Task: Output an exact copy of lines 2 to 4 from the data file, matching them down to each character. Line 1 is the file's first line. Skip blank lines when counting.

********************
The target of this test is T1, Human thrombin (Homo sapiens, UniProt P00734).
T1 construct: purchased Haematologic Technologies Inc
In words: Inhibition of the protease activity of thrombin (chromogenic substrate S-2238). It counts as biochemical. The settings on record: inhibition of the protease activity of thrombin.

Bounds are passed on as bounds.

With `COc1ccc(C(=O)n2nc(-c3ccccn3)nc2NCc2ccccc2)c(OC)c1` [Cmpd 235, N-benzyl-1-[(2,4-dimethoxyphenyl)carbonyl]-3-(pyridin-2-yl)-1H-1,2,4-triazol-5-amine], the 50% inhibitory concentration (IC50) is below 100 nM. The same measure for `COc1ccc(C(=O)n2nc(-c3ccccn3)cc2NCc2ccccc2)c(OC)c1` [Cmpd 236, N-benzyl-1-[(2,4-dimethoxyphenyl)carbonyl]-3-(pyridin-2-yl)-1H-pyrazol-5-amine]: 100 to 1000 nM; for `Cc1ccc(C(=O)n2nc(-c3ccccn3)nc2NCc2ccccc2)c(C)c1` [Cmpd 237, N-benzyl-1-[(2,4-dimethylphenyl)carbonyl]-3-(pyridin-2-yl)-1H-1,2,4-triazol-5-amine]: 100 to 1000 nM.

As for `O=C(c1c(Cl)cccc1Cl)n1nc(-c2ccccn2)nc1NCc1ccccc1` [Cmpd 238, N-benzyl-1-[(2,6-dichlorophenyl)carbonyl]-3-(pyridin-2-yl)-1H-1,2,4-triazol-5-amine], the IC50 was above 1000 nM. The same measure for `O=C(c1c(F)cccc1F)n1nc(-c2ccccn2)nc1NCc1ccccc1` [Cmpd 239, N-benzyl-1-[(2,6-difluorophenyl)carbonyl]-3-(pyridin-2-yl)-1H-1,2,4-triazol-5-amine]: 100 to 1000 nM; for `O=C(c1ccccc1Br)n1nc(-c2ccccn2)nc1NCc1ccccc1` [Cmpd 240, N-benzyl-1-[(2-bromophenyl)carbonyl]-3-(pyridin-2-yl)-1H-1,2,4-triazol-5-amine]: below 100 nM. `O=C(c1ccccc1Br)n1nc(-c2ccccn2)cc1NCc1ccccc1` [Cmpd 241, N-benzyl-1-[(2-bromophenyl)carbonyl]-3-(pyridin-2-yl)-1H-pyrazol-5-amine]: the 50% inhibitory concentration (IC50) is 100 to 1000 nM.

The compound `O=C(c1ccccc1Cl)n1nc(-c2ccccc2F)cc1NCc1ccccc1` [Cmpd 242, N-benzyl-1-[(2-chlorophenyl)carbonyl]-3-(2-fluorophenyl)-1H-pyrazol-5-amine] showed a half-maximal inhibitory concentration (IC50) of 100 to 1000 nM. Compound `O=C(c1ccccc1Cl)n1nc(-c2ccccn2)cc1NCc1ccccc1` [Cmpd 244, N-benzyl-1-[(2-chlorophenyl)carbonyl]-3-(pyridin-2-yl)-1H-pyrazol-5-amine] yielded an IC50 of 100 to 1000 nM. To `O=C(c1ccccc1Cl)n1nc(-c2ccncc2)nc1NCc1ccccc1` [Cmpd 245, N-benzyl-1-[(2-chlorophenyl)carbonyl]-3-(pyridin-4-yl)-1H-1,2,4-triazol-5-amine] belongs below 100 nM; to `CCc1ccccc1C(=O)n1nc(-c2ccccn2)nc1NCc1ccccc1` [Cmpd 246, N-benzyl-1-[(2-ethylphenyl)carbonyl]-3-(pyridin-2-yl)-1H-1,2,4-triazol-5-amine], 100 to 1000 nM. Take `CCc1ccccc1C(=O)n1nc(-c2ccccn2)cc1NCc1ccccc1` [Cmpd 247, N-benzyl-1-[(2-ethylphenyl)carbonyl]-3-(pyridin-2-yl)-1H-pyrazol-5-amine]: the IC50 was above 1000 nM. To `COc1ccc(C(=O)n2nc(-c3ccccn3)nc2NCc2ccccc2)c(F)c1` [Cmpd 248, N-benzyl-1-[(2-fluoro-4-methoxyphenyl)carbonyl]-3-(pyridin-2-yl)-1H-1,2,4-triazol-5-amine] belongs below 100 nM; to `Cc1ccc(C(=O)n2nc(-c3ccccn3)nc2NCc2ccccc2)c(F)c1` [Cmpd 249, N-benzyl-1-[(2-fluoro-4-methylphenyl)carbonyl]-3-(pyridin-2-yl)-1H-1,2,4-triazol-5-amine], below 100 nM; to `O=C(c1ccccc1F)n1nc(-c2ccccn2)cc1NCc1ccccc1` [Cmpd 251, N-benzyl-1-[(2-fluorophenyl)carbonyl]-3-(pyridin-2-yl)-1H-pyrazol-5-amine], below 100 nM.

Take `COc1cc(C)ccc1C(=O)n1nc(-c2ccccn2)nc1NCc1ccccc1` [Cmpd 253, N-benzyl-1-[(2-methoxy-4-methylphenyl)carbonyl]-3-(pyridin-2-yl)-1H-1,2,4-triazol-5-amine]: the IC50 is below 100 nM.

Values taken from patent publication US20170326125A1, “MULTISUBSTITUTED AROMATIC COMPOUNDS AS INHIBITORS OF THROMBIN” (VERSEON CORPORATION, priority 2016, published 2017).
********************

T1 construct: purchased Haematologic Technologies Inc
In words: Inhibition of the protease activity of thrombin (chromogenic substrate S-2238). It counts as biochemical. The settings on record: inhibition of the protease activity of thrombin.

Bounds are passed on as bounds.